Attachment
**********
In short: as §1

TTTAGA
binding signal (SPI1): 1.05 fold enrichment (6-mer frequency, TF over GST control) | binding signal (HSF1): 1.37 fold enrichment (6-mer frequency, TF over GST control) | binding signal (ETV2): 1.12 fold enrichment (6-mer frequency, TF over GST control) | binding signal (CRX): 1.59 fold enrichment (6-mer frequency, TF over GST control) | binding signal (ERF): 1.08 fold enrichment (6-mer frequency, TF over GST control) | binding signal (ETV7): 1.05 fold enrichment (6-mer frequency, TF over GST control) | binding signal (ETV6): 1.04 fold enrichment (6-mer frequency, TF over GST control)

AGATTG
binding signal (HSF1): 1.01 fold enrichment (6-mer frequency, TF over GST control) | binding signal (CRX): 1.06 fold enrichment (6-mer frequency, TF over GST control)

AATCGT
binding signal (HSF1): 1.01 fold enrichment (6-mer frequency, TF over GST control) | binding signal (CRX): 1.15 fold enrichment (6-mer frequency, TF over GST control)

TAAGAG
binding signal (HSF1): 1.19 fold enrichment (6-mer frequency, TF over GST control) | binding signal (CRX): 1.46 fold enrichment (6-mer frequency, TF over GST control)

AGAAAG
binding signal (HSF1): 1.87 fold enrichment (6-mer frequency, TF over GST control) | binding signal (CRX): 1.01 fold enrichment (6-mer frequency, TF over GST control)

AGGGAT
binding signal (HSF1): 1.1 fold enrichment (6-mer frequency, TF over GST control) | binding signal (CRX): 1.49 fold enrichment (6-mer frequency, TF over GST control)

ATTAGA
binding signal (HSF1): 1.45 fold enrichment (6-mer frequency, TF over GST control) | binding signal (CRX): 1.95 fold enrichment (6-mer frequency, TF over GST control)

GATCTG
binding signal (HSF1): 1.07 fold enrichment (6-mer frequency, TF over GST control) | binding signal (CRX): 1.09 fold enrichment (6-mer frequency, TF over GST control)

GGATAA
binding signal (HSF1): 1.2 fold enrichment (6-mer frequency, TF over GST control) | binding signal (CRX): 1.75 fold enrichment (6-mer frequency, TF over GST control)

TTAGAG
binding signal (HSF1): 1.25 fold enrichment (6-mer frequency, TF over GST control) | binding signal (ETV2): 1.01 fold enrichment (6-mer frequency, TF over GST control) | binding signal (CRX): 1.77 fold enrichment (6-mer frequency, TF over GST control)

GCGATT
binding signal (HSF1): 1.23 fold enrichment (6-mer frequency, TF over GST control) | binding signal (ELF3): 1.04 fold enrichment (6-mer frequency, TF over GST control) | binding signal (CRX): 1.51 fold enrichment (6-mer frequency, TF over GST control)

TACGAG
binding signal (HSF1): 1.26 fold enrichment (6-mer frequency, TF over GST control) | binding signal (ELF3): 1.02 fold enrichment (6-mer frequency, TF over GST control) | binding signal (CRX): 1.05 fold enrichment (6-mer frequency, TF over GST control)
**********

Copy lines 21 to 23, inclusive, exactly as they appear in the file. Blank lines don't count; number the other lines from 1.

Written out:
binding signal (HSF1): 1.25 fold enrichment (6-mer frequency, TF over GST control) | binding signal (ETV2): 1.01 fold enrichment (6-mer frequency, TF over GST control) | binding signal (CRX): 1.77 fold enrichment (6-mer frequency, TF over GST control)

GCGATT
binding signal (HSF1): 1.23 fold enrichment (6-mer frequency, TF over GST control) | binding signal (ELF3): 1.04 fold enrichment (6-mer frequency, TF over GST control) | binding signal (CRX): 1.51 fold enrichment (6-mer frequency, TF over GST control)